David Roach was born in 1955. Originally a classical Oboist and Rock ‘n’ Funk Saxophonist, in his 20s David was musical director for soul legend Billy Ocean, a founder member of The Myrha Saxophone Quartet with John Harle, a regular woodwind artist for BBC children’s programs and began a long and happy relationship with the National Theatre.
As a Coda-Landscape recording artist in the 1980s David made 3 albums, tracks from which are still played worldwide. In 1983 he joined Michael Nyman’s Band with whom he still performs today; David features on the dozens of albums Nyman has released over the last 30 years and co-produced The Suit and the Photograph, Sangam and London Saxophonic’s album An Eye for a Difference.
David played for Frank Sinatra in his European tours of the early 1990s and during the millennium he was, for a time, baritone saxophonist in the Apollo Saxophone Quartet with fellow artists Rob Buckland and Andy Scott.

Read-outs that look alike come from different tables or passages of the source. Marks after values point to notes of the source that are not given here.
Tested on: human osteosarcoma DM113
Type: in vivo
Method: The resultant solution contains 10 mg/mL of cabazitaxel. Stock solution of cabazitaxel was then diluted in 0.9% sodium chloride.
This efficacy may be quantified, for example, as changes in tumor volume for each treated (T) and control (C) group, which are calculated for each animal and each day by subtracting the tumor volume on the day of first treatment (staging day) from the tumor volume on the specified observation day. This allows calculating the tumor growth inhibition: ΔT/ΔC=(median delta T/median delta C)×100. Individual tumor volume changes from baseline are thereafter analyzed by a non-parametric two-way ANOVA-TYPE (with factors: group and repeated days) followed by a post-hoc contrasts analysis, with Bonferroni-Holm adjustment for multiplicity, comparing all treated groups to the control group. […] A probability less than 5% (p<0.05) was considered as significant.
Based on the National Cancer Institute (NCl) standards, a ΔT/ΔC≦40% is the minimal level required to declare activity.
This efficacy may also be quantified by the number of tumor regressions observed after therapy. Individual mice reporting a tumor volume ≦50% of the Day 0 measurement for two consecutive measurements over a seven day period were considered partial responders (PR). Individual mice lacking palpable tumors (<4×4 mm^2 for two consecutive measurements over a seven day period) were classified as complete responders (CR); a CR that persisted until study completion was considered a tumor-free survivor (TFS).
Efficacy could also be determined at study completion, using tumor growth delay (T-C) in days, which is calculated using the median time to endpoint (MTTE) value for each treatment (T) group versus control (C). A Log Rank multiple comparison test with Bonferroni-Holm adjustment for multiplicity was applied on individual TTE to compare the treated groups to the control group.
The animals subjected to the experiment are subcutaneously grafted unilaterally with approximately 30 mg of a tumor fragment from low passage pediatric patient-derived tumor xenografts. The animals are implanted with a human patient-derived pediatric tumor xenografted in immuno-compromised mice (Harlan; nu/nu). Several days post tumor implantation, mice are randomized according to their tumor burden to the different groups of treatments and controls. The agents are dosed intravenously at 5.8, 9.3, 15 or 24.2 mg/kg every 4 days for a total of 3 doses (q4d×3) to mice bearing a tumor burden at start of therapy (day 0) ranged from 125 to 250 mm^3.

His clear voiced soprano and alto saxophones have featured in many Film and Television scores. David has played with most of the major London Orchestras including 25 years as first-call for the Philharmonia Orchestra and he has been a visiting professor of chamber music at the Guildhall School of Music and Drama in London and the Royal Northern College of Music in Manchester. David has temporarily foresworn all his previous ‘doublings’ (oboe, flute, clarinet & EWI) and at this time he only plays the saxophone.
Photo credit: ©ADeniau HRes
The Series III Soprano ensures greater playability, particularly as regards pitch and blowing.
The blowing emission of its high register extended to high G has been largely facilitated. Selecting a straight or curved neck allows to get well acquainted with it.
It is the success of the famous Mark VI model that has widely inspired the design of the Alto Reference. Capable of giving an ample sound while keeping its roundness, characteristic of the historic models. It is a model which combines acoustic tradition and modern manufacturing. It is equipped with a bell slightly longer to open the low notes and produce a better tuning.
The 'Series III' Tenor has marked, when released in 1997, an actual revival of the great playing flexibility of the old models. This gives it an ease of playing very much appreciated by saxophonists of all levels.